The following article featured on Livewire on June 9, 2021.
Games Workshop is arguably our quirkiest and most differentiated position yet. The company was founded in London in 1975 as a manufacturer of wooden boards for games by 3 schoolmates (the founders are no longer with the company). Not long after its inception, the company forayed into fantasy board games which remains its core business. In its present-day avatar, Games Workshop manufactures plastic and resin miniatures, branded Citadel and Forge World respectively, based on fantasy universes created by its designers at company headquarters in Nottingham, UK. The figurines are coveted and assembled as collectibles by enthusiasts of Games Workshop’s proprietary Warhammer and Warhammer 40K gaming universes, painted, and then used to play sprawling tabletop games using rules found in a library of 30-odd sourcebooks (called the Black Library). Games Workshop also holds a licence for The Lord of the Rings and The Hobbit games though this is no longer a material part of the business.
Games Workshop’s competitive advantage lies in the fact that it is one of the few, if not only, fully vertically integrated makers of tabletop games, miniatures, and content universes with a relentless focus on product quality, which explains why the Warhammer brand has been around for 30-plus years in the fickle world of gaming. Games Workshop recognises that recruiting customers to the franchise is hard work and thus looks to its 500-plus company-operated retail stores to not only sell its wares but to act as community hubs where local gamers get together to play and talk shop.
CEO Kevin Rountree, who joined the company in 1998 and became CEO in 2015, has led the company to more actively engage with its community, establish a digital presence, make the company’s games more accessible to new and younger players, and explore newer ways to monetise the company’s unique IP. Indeed, the company’s online community now has a user base of over 8 million while the Warhammer YouTube page has nearly 500k followers. We value that loyalty, a committed and creative CEO, the company’s strong and net-cash positive balance sheet, and a prudent approach to capital allocation.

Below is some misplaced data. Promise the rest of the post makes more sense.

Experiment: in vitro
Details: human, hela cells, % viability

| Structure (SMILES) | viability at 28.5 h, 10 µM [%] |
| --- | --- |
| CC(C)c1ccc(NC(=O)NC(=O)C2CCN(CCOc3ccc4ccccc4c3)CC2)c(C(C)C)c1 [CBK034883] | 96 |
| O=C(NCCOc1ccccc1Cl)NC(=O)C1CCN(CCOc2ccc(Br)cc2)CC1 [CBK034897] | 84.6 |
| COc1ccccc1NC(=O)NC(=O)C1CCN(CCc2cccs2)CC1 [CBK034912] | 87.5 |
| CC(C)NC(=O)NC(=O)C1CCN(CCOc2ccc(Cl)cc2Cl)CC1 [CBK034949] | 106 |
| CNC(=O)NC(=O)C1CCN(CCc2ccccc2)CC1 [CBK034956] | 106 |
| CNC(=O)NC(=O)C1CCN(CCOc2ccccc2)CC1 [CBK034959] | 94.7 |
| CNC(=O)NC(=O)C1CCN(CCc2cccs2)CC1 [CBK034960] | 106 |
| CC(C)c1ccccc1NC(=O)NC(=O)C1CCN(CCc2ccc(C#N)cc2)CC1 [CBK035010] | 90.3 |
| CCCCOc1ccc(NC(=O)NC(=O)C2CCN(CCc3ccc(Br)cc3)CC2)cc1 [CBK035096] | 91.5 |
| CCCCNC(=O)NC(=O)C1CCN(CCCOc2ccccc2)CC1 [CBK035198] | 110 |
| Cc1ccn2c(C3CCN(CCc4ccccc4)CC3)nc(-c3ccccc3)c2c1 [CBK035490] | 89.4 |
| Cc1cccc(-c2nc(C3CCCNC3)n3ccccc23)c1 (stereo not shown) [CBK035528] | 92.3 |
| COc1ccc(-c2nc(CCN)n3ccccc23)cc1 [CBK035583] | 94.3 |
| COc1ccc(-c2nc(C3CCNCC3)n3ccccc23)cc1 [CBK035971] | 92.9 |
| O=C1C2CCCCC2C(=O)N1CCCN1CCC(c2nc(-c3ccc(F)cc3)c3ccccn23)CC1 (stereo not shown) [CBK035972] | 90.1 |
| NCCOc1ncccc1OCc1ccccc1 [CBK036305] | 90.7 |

A key aspect of our thesis that has already begun to unfold in the short time we’ve held this position is the company creatively and aggressively exploring ways to distribute and monetise its unique trove of IP. Namely, we expected Games Workshop to take further steps into the media and entertainment space, which has unfolded in two ways:
- The company hired a veteran of toys and games giant Hasbro to extensively mine the Warhammer universe for stories and characters that could be leveraged into animated and live-action content.
- More recently, the company announced that it is launching its own bespoke streaming platform, Warhammer+.
Warhammer+ will feature 11 animated shows and will launch in July 2021. Though we don’t have details around pricing or a subscription model, we have run our own scenarios and are of the view that streaming could be accretive at scale plus enhance interest in collecting and gaming among viewers, though it remains to be seen whether Games Workshop can successfully overcome the commercial and technical challenges involved. Regardless of the success of this new venture, we think the company’s main business model is attractive in itself, and we remain, patient investors, as Games Workshop continues focusing on its mission: “The best fantasy miniatures in the world. Forever.”
Disclosure: Games Workshop is a position held in the Lakehouse Global Growth Fund.